FIG. 1 is a partial elevation drawing, in cross-section, of a timepiece, illustrating the crystal, upper case, bezel, time indicating members and dial, but omitting the conventional movement and lower case details,
FIG. 2 is an enlarged elevation view in cross-section showing details of the crystal and bezel ring mounting assembly,
FIG. 3 is a view similar to FIG. 2, but showing a modified form of the invention, and
FIG. 4 is a view similar to FIG. 2, showing a further modification of the invention.
Referring to FIG. 1 of the drawing, the conventional portion of a timepiece includes a case 1 containing a movement 2 to arrange to drive an hour hand 3, a minute hand 4 and a "seconds" indicator 5. The seconds indicator in its preferred form here is a substantially transparent disc which may alternately be of polarized material, colored material, or carry special visual indicia such as scribed markings or fanciful symbols or drawings as desired. The rotating members 3, 4, 5 register with markers 6 on a dial 7 so that time can be read in the conventional manner.
The watch case 1 defines a circumferential groove 1a and an inwardly directed flange 1b which cooperates to hold the rim of a stationary transparent crystal 8 by interference fit in a known manner by pressure against the frusto-conical surface 8c. An additional ring 11 may assist resistance to entry of water, dust or moisture.
Case 1 also includes an outer circumferential groove 1c for mounting a rotatable bezel ring 9. The bezel ring 9 has an upper surface 9a for marking visual indicia such as 24-hour scale, elapsed time, logarithmic scale, etc. The lower lip of bezel ring 9 is bifurcated to provide a flexible circumferential flange 9b which can be deflected to snap the bezel ring into place in groove 1c and permit it to be manually rotatable with respect to the watch case 1. A knurled portion 9c permits ease of turning the bezel ring.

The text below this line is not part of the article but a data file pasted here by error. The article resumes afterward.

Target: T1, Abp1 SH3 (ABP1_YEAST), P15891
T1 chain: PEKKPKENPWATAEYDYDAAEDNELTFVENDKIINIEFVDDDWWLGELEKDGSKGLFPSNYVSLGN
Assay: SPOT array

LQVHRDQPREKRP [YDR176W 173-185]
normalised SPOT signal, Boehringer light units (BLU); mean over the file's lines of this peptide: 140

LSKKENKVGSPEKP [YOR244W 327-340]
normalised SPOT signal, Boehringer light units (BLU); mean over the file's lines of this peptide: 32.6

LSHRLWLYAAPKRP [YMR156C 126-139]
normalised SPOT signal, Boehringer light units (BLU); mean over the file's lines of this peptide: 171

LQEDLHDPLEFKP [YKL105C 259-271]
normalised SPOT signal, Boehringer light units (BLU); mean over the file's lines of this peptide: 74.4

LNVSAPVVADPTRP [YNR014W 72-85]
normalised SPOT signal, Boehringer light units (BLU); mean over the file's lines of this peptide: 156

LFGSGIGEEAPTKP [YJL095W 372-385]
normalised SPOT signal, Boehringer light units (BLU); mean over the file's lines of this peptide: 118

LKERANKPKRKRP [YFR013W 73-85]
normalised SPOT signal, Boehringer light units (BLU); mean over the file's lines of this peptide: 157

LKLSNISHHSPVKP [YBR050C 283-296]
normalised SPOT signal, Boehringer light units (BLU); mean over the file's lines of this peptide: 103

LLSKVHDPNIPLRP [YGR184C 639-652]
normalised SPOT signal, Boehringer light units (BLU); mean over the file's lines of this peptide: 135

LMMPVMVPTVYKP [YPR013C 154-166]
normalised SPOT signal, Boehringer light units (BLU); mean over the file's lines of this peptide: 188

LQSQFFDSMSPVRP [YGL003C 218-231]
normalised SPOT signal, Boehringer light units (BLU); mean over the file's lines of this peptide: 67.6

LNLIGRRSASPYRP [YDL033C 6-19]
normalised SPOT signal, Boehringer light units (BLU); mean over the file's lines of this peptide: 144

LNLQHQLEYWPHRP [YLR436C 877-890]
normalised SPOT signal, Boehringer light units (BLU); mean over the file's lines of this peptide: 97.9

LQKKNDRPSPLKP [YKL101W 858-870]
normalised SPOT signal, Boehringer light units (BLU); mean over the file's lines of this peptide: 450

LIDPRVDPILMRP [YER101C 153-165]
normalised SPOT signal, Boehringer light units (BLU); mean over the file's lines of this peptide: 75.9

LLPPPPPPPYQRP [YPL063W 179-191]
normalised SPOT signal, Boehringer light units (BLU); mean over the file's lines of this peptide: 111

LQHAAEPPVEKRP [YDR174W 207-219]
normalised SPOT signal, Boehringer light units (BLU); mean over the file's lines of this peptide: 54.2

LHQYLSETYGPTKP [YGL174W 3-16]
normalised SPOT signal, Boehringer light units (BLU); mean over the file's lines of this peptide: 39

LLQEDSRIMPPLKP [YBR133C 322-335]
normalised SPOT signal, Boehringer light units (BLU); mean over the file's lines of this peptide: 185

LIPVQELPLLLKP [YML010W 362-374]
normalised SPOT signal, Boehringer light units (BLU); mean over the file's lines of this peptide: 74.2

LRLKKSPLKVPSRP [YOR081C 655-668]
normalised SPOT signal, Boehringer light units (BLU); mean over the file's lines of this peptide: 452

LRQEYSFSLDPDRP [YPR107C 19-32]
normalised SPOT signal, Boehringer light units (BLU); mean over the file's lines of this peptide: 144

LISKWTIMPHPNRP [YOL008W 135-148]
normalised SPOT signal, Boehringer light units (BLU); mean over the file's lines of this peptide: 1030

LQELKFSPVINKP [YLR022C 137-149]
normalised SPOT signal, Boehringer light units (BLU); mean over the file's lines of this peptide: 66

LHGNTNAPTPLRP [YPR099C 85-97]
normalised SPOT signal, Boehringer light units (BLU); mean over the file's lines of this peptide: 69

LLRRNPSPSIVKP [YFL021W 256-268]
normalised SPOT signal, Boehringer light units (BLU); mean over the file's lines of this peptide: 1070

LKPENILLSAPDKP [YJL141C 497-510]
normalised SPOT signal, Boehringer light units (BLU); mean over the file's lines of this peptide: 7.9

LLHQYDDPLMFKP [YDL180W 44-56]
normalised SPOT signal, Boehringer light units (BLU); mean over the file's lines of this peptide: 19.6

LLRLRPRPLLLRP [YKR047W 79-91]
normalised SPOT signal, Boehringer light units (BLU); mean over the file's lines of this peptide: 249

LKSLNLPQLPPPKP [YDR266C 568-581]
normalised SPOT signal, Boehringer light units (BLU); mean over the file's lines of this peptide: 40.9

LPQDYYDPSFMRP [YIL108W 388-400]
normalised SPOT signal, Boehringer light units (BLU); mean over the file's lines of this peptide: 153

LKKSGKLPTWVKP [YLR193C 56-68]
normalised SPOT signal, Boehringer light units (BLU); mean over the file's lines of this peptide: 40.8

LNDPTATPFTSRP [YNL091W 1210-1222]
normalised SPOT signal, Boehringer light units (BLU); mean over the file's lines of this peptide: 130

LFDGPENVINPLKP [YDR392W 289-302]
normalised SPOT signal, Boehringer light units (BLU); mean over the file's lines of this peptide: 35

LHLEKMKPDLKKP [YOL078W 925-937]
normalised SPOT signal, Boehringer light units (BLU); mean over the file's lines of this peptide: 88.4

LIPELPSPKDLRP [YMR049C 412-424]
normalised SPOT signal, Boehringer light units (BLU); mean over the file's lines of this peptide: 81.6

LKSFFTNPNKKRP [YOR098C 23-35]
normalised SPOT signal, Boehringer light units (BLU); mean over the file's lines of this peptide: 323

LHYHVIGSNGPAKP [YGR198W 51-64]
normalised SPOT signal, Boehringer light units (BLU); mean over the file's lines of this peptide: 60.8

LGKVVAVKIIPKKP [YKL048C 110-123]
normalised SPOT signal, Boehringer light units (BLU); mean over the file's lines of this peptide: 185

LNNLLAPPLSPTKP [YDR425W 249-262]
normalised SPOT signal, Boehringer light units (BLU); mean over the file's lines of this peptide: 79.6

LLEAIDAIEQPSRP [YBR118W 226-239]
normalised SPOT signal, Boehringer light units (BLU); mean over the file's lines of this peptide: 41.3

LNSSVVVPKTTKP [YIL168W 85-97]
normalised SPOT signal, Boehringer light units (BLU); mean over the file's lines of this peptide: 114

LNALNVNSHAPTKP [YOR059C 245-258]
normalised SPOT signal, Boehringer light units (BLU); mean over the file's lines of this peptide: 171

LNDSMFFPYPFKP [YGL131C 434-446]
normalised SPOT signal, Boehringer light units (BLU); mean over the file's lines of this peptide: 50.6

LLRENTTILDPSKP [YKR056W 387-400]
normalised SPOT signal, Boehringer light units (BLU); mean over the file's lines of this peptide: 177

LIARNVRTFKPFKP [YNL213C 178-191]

In accordance with the present invention, the regular crystal member 8 serves as the mounting base for a supplementary crystal member 10 disposed outside of crystal 8 and manually rotatable thereon. A preferred form of mounting the supplementary crystal 10 is by means of an inwardly directed circumferential lip 10a carried in a outer circumferential groove 8a on the regular watch crystal. The crystal members 8, 10 may be formed or molded from substantially transparent plastic material such as the acrylics or polycarbonates. The crystal members 8, 10 are preferably provided with parallel frustoconical surfaces at the outer peripheries such as 8b, 10b respectively. These may include logarithmic scales, elapsed time, or time zone indicia. Also the crystal members 8, 10 may be manufactured with polarizing plastic material, such as Polaroid No. THM 46 affixed to a crystal member whereby rotation of crystal 10 relative to crystal 8 will increase or decrease the light transmission capabilities of the combined crystals. Alternately, the inner crystal 8 or outer crystal 10 may be manufactured of polarizing material and the "seconds" disc 5 may be of polarizing material or have polarizing sections therein to provide moving or pulsating visual effects as the "seconds" disc rotates. Alternatively, pictures or symbols may be applied to any of the members 5, 8, 10 or 9 to achieve any aesthetic, personalized or functional visual effect desired.